In March I wrote a blog post asking whether lecture series are endangered. I received some great feedback in the comments section, and I took the suggestions to heart.

Here’s what folks had to say: 

Senior Curator Joel Stone shares the history of drinking in Detroit for thirsty members of the Detroit Drunken Historical Society

Senior Curator Joel Stone shares the history of drinking in Detroit for thirsty members of the Detroit Drunken Historical Society

Bob Beatty said: “One success I had with these events was to pair them with an outside group… We also included them as part of evening events, so that folks could enjoy a bit of nosh ahead of time.”

And Chick History wrote, “We say it all the time, but sometimes have a hard time putting it into practice…but the sexy and fun topics are what generates the most interest.”

We incorporated both these concepts into our event, and POW! Success! We had more than 100 people attend last night. So, what did we do?

First, we partnered with an outside group. For a while now, those of us here at the Detroit Historical Society have been aware of a group that calls itself the Detroit Drunken Historical Society. It just so happens that the Detroit Drunken Historical Society, which includes members of all ages and backgrounds, loves history lectures. They just like to host them at bars and restaurants where the membership can imbibe and nosh while listening.

Second, we just opened a new temporary exhibit called Out on the Town: Drinking and Dining in Detroit Since 1920. In the exhibit, we show the change in Detroit’s bar and restaurant culture from Prohibition era speakeasies to workingman’s neighborhood bars to jazz and night clubs to the “Mad Men” era’s three-martini business lunches. Needless to say, it’s a “sexy” and “fun” topic.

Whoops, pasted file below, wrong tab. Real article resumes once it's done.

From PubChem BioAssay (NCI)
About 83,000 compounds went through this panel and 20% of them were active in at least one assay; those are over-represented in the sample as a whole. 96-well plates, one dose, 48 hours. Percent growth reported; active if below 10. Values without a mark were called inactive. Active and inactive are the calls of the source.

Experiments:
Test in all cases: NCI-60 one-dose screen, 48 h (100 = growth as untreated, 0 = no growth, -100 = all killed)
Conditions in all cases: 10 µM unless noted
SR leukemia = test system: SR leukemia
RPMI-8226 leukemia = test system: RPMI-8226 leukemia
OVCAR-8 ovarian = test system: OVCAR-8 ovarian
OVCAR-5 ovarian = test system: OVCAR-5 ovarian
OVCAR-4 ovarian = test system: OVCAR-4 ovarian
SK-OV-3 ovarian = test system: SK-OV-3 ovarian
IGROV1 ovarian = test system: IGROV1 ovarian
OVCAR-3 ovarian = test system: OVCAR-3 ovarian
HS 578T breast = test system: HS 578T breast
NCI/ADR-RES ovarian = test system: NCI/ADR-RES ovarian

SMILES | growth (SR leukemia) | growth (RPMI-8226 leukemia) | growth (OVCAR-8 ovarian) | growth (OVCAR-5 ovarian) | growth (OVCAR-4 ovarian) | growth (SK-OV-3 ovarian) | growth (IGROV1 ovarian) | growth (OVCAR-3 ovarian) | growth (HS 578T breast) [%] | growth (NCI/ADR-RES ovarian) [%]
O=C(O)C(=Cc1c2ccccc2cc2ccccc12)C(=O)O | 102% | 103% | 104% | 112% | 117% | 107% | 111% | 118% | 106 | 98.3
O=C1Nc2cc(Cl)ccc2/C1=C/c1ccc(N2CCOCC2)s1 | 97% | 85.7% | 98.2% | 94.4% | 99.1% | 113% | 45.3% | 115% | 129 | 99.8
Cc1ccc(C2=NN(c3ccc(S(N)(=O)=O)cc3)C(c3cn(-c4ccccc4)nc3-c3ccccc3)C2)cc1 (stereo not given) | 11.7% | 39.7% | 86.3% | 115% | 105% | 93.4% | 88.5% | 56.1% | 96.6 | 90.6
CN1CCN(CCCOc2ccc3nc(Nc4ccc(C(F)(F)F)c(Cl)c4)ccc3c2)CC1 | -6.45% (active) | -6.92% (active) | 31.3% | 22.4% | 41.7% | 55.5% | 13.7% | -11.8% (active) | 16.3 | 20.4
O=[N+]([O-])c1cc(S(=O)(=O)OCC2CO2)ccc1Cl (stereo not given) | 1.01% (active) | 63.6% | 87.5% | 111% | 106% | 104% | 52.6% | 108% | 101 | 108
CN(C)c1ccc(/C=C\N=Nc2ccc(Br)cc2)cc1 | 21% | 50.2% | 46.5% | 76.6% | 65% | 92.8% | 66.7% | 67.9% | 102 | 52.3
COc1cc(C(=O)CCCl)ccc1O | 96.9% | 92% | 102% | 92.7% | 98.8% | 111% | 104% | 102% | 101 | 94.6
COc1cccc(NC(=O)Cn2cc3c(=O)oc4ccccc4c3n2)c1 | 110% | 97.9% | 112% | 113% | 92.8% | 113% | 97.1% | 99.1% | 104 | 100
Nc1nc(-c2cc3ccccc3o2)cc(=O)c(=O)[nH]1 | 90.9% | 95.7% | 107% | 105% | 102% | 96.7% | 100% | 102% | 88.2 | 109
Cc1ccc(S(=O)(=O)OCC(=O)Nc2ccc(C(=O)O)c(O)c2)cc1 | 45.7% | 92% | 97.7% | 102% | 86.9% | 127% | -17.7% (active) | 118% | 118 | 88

So, we connected with the Detroit Drunken Historical Society and together planned an event here at the museum. Our Senior Curator Joel Stone would provide a lecture on the history of drinking in Detroit. Group members were encouraged to bring their own booze and snacks, and to provide a $5 donation to the museum.

When the event went up on the Drunken Historical Society’s Meetup page, RSVPs reached its capacity of 150 people within 5 hours. They even created a waiting list for another 50 people! And despite a rainy evening, more than 100 showed up with beer and wine, homemade cookies, candy, potato chips, and so on. Joel began his presentation by stating, “I do about 100 of these lectures a year, and I’ve always wanted to do this!” He pulled a bottle of beer out from behind the lectern, popped off the cap and took a swig in front of the group. Laughter, applause and merriment ensued.

After Joel’s talk, the group was invited to see the exhibit and socialize. People had a blast, and finally the event organizer was forced to say, with a snide grin, “Ok folks, you don’t have to go home, but you can’t stay here!”

So, in conclusion, thank you dear blog readers for your great suggestions. I heard more than one person last night say, “When can we do this again?” We are already brainstorming ideas.